Rosacea is a skin condition that mainly affects the central part of the face, particularly the cheeks, forehead and nose. The main feature is persistent inflammation or redness, which is present for at least three months.
The first signs are intermittent episodes of flushing of your skin, which may feel itchy or burn. With time, red lumps, small white and yellow pimples and pustules and small dilated blood vessels tend to develop. In some cases the rash becomes permanent, leaving the skin red.
Most people have never heard of rosacea, but its very common and may affect up to one in ten people. Although it can appear for the first time at any age, it typically occurs between the ages of 30 and 55, with women more often affected than men. It can run in families. Rosacea mostly affects people with fair skin.
The cause is still a mystery. A number of factors have been identified which may play a part. These include certain microorganisms found on the skin, changes in the blood vessels in the skin, the climate around us, and exposure to certain chemicals or foods. Hot flushes during the menopause could also trigger Rosacea.
Without knowing the cause it’s impossible to identify those people at risk or prevent the first attack. But see your GP if you think you have Rosacea. Once a diagnosis has been made, those affected can learn to avoid triggers. These include hot food and drink, alcohol, spicy foods, caffeine, vigorous exercise, temperature changes, exposure to the sun or wind and stress. UV light can make Rosacea worse so wearing sun cream is really important.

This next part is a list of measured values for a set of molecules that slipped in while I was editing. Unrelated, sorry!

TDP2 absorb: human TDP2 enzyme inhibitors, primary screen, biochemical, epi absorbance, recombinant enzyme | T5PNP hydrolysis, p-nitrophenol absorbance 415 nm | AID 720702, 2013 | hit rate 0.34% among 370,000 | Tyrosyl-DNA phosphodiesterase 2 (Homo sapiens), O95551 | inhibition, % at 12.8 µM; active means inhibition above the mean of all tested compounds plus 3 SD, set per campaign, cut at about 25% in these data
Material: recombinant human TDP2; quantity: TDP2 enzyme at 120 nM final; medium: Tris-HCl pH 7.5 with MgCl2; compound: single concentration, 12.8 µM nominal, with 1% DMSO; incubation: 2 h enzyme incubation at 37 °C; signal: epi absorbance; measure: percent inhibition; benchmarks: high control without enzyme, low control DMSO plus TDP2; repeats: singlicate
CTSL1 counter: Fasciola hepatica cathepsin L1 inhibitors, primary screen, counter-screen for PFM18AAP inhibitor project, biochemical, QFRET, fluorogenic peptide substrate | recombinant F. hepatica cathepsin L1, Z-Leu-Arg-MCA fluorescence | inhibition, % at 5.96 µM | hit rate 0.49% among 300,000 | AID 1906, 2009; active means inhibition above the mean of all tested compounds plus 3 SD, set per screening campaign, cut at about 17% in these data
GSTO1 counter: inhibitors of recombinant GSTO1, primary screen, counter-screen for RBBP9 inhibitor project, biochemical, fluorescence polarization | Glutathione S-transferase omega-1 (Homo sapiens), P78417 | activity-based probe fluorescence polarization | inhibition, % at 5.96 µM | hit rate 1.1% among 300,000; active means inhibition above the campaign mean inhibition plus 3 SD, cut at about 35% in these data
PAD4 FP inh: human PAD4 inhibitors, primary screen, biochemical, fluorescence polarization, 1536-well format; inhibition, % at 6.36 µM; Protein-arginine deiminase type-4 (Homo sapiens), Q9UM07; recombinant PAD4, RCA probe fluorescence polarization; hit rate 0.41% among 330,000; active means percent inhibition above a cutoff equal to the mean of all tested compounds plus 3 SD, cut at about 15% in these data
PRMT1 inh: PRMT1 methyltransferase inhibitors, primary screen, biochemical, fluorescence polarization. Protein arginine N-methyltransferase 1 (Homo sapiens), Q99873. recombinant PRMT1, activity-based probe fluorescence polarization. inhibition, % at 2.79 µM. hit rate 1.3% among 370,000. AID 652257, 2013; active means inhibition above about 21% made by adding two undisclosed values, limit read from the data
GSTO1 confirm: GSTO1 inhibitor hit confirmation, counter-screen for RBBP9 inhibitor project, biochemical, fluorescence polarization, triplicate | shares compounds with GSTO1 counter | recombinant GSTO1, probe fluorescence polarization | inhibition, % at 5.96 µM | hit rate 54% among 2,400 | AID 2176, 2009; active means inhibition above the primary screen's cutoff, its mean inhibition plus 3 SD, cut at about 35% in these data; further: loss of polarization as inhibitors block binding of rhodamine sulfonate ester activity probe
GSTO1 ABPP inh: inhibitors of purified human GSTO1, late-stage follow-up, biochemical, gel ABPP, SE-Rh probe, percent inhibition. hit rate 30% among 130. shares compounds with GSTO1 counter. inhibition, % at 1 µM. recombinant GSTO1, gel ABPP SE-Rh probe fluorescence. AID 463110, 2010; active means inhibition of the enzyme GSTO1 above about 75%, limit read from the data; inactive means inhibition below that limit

Flare-ups can usually be treated with topical antibiotics applied directly onto the skin as a lotion. More intensive drug treatments are available for severe cases, while laser therapy targeted onto the dilated blood vessels in Rosacea may help to reduce redness or improve the quality of the skin. There are various herbal and complementary treatments available but no evidence to support that they work.
Rosacea tends to wax and wane over time. There is no cure but eventually, by following advice to avoid triggers and using treatment if necessary, most people are able to gain some control over it.
Q I get very anxious about things quickly, can my GP help?
Dr Trisha says: I’m sure your GP could give you some helpful advice but I expect the first thing they’d do would be to encourage you to initially try to tackle this yourself by getting regular exercise, using relaxation techniques such as yoga or meditation and avoiding stimulants.
Many self-help techniques for anxiety are based around Cognitive Behavioural Therapy or CBT, which helps you understand the way you are feeling. It then gives you coping strategies to deal with your anxiety by changing unhelpful thoughts and behaviour.
There are numerous online courses such as Living Life to the Full (www.llttf.com) and books which can guide you through CBT. You GP may also refer you to a cognitive behavioural therapist for regular sessions. Medication is rarely used for anxiety these days, unless it is very persistent or disabling.
- Dr Trisha writes a column every fortnight in Yours magazine. Ask Dr Trisha about your health problems by emailing firstname.lastname@example.org.